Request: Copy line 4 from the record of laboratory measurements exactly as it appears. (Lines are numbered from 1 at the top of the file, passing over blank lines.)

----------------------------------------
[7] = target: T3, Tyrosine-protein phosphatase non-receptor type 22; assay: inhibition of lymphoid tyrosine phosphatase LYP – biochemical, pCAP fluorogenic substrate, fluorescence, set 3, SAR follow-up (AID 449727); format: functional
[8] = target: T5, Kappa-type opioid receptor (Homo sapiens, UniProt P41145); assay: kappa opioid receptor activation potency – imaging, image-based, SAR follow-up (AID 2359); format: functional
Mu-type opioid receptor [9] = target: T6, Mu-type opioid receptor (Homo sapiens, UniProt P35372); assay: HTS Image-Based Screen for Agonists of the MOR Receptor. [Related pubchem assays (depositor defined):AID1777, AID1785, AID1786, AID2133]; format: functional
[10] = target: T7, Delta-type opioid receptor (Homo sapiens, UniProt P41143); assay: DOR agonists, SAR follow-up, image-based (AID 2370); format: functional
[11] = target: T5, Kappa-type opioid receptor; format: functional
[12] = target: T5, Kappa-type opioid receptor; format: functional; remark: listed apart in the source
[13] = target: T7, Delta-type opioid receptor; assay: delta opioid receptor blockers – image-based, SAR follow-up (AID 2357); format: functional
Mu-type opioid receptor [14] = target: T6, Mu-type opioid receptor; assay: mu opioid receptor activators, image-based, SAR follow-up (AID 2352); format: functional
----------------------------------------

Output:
[10] = target: T7, Delta-type opioid receptor (Homo sapiens, UniProt P41143); assay: DOR agonists, SAR follow-up, image-based (AID 2370); format: functional